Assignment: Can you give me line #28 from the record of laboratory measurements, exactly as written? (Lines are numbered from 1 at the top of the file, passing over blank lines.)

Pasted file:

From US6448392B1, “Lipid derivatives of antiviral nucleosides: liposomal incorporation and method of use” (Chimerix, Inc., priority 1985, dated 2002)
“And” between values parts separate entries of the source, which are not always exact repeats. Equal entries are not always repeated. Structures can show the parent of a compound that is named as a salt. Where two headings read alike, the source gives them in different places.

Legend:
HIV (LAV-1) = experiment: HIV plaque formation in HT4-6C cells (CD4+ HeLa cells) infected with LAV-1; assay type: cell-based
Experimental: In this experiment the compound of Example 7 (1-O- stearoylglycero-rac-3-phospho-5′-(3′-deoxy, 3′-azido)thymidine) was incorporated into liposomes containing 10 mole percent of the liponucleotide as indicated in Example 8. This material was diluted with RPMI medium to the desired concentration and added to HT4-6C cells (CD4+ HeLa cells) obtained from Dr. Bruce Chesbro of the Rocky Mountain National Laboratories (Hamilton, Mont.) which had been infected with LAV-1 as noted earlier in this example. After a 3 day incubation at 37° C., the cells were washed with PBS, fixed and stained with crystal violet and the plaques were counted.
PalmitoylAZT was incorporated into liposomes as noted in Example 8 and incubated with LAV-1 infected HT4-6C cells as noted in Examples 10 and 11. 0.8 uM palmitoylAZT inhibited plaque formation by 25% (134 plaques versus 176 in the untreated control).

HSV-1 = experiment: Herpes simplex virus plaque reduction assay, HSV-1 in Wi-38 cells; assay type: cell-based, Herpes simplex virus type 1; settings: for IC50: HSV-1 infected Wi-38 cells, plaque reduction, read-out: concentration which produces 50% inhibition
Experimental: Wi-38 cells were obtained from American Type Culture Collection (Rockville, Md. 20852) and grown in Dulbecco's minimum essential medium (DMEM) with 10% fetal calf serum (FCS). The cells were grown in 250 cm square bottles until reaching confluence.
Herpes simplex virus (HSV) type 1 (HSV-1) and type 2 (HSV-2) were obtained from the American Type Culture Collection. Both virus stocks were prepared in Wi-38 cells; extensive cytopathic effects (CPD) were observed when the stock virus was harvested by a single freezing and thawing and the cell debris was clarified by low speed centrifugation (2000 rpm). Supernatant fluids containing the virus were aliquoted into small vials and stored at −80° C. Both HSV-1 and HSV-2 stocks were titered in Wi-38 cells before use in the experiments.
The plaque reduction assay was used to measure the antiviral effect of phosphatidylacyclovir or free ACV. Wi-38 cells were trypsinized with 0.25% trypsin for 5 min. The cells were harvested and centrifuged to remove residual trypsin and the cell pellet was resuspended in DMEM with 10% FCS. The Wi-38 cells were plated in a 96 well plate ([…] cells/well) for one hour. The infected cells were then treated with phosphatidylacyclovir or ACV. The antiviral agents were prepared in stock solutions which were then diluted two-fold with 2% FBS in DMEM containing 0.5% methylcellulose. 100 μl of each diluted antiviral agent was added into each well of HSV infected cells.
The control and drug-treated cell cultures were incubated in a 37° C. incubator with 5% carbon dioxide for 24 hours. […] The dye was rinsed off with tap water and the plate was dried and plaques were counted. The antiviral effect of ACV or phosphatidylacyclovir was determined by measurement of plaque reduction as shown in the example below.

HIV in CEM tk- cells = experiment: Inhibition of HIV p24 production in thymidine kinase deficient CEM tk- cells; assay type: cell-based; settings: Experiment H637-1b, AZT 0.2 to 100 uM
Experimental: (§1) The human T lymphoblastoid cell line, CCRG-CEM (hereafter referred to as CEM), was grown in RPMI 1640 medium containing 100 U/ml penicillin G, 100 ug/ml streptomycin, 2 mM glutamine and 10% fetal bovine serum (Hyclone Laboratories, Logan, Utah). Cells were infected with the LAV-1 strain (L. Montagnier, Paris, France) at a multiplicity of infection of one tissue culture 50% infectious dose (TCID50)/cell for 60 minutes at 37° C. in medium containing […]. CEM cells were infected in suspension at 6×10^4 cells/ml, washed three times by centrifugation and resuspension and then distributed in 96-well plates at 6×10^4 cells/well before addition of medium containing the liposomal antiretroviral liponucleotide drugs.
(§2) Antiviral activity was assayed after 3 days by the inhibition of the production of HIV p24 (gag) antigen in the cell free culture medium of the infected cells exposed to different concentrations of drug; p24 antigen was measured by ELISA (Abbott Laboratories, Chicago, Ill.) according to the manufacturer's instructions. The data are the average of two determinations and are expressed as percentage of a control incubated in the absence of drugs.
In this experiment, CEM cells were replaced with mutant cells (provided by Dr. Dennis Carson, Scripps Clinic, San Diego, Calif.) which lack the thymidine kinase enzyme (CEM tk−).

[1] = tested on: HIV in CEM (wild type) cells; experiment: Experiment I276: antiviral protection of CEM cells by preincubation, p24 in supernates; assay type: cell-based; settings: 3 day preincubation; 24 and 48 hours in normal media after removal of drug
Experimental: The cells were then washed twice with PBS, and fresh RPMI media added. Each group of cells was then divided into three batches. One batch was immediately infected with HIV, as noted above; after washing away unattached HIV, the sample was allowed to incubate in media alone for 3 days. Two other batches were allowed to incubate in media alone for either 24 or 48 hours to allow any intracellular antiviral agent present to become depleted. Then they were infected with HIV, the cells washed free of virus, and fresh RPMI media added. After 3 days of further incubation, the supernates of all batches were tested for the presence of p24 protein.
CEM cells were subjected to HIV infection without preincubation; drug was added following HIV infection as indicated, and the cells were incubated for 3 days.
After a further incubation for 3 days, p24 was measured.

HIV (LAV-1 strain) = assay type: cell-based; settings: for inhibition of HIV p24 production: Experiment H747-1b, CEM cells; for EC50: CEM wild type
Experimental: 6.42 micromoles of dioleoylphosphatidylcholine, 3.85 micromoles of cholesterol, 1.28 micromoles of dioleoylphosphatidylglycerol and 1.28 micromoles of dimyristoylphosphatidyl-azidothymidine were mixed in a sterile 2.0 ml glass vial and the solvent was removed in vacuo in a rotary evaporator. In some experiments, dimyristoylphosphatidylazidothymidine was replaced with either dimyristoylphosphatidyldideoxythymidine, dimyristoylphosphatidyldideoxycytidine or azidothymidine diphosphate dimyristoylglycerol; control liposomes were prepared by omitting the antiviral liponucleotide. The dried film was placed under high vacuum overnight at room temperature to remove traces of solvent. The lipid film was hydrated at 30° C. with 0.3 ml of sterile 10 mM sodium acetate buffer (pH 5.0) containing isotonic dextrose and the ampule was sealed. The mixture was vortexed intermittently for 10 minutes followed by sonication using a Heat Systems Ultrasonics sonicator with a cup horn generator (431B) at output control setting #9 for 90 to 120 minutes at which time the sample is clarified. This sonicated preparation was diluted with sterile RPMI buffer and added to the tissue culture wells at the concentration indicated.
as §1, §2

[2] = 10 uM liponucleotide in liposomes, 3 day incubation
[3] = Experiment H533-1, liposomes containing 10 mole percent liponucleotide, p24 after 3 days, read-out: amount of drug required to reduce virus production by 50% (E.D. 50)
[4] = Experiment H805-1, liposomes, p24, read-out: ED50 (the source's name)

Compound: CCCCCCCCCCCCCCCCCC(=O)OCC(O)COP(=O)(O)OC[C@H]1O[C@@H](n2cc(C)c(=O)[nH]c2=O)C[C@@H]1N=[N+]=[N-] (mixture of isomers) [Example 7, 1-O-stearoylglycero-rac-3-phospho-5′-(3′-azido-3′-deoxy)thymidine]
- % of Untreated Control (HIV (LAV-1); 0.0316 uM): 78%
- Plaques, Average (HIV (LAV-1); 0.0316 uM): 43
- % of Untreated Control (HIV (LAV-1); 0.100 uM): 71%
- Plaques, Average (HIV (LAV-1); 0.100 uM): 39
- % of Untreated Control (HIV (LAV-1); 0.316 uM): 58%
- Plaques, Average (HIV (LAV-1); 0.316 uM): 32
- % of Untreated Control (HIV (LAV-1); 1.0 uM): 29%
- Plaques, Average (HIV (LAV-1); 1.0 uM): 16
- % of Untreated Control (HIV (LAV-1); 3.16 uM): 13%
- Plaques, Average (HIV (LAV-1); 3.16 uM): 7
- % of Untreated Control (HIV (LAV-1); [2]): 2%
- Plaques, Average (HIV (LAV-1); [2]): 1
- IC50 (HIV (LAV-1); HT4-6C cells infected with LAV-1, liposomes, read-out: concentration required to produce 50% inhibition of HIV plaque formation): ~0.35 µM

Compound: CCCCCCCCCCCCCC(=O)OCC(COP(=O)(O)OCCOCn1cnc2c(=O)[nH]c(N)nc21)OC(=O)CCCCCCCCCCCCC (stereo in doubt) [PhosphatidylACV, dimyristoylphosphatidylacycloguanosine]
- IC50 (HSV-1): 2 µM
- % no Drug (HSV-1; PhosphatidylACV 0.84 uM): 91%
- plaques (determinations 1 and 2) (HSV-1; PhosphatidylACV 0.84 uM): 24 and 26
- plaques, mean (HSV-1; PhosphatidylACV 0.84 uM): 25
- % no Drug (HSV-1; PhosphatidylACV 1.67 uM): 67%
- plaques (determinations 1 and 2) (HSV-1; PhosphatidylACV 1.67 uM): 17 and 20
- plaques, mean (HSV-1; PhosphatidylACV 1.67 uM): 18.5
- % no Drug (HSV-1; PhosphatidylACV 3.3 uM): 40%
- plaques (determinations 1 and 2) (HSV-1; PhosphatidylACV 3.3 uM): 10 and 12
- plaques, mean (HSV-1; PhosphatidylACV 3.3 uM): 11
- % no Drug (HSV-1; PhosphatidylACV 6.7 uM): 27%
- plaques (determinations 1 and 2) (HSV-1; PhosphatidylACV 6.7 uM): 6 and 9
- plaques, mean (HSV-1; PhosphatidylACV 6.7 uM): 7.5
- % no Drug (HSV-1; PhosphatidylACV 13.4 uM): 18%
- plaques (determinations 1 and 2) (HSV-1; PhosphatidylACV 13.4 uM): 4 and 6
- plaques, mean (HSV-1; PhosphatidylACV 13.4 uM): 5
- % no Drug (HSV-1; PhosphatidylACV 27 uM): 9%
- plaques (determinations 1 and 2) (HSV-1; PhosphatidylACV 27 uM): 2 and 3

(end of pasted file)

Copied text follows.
- Plaques, Average (HIV (LAV-1); 0.0316 uM): 43